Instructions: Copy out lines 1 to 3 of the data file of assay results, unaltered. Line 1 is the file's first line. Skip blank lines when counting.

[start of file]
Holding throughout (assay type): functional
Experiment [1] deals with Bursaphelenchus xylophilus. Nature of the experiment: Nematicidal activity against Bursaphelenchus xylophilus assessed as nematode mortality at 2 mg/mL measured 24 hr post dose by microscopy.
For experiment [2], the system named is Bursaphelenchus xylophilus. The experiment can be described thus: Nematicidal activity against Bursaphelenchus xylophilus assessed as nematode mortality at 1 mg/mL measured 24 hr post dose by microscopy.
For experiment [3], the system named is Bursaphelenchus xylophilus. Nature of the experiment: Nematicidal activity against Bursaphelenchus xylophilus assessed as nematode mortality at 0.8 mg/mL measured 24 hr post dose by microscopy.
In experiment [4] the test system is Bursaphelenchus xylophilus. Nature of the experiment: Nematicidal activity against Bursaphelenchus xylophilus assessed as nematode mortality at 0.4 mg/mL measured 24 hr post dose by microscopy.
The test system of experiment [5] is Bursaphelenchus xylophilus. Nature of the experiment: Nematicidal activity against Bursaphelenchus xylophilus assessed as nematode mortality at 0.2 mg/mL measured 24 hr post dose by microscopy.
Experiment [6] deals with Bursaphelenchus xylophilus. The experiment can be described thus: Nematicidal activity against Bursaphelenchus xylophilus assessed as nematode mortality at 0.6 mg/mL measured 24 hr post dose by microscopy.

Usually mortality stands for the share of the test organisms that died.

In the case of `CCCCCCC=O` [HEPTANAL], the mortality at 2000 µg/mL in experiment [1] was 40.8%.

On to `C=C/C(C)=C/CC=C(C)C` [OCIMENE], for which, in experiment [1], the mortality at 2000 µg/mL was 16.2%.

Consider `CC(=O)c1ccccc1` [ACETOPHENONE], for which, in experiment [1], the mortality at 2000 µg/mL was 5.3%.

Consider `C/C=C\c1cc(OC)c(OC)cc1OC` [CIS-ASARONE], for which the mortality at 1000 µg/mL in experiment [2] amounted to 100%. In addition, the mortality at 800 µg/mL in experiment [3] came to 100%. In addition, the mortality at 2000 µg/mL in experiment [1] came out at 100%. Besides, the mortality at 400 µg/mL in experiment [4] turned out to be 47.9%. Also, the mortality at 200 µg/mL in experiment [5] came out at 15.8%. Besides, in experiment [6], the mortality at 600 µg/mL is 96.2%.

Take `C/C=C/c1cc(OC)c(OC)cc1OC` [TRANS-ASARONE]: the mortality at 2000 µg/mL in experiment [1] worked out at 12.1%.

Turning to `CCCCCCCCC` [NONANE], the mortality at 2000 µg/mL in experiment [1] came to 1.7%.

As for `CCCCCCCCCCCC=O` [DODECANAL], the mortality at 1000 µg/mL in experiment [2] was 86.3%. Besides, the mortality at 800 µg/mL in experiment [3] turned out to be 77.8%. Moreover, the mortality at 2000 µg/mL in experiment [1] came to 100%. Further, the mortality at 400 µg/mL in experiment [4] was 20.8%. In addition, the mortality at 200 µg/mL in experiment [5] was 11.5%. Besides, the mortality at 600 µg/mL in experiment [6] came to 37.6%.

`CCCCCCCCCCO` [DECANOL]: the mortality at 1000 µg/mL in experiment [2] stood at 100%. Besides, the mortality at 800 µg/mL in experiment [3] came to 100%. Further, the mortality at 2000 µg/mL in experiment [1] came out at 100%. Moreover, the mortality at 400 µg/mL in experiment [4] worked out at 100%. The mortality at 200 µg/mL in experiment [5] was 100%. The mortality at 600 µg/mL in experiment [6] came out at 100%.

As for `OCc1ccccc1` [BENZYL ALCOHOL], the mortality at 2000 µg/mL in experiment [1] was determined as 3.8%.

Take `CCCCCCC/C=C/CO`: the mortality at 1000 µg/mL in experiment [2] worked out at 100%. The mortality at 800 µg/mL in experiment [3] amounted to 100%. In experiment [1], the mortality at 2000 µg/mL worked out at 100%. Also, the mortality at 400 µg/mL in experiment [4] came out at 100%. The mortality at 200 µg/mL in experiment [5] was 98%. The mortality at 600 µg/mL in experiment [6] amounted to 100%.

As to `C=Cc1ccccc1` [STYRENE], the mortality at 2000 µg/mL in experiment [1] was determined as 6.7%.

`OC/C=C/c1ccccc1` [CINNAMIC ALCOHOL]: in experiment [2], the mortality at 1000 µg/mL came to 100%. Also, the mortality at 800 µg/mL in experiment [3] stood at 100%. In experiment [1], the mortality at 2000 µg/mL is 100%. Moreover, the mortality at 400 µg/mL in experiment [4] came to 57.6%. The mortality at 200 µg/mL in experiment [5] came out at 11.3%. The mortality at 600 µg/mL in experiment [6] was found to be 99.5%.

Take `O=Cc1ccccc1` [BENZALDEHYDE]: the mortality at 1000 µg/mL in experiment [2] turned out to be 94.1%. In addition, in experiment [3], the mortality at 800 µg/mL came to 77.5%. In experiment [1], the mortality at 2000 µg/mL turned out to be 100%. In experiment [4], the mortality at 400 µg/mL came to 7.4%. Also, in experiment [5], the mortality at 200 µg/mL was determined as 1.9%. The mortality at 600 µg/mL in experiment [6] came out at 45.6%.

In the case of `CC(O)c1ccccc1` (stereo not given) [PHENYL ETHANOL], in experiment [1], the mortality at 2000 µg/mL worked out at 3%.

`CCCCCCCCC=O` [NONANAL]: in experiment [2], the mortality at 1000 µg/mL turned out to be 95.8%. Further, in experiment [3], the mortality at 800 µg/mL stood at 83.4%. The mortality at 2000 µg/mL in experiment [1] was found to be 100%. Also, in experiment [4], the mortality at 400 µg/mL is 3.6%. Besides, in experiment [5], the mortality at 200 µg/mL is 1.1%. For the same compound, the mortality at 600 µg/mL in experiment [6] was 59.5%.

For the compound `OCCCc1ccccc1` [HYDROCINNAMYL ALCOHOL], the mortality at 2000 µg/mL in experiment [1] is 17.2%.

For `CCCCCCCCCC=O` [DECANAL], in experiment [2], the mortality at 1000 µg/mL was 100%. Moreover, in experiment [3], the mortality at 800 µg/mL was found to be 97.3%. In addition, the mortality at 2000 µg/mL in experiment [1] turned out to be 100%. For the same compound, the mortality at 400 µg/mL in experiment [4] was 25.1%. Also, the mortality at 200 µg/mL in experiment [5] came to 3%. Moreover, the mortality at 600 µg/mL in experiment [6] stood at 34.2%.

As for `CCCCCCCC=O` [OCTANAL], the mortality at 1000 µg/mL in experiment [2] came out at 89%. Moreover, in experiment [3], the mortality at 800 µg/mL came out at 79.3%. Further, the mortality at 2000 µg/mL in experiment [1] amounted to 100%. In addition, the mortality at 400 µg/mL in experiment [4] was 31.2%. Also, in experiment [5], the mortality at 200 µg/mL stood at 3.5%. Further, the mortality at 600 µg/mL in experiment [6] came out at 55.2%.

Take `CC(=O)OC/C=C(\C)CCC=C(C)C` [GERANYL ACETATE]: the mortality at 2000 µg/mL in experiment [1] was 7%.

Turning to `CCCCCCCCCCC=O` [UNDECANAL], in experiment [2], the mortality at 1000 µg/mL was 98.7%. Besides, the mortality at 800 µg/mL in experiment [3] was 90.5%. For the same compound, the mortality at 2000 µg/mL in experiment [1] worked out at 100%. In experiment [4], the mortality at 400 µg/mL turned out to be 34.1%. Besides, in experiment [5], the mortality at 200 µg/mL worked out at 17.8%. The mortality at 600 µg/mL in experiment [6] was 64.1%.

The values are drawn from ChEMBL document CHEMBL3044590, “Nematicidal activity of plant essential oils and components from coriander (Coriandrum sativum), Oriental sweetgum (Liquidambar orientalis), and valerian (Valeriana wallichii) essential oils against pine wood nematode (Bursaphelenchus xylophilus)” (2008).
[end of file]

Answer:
Holding throughout (assay type): functional
Experiment [1] deals with Bursaphelenchus xylophilus. Nature of the experiment: Nematicidal activity against Bursaphelenchus xylophilus assessed as nematode mortality at 2 mg/mL measured 24 hr post dose by microscopy.
For experiment [2], the system named is Bursaphelenchus xylophilus. The experiment can be described thus: Nematicidal activity against Bursaphelenchus xylophilus assessed as nematode mortality at 1 mg/mL measured 24 hr post dose by microscopy.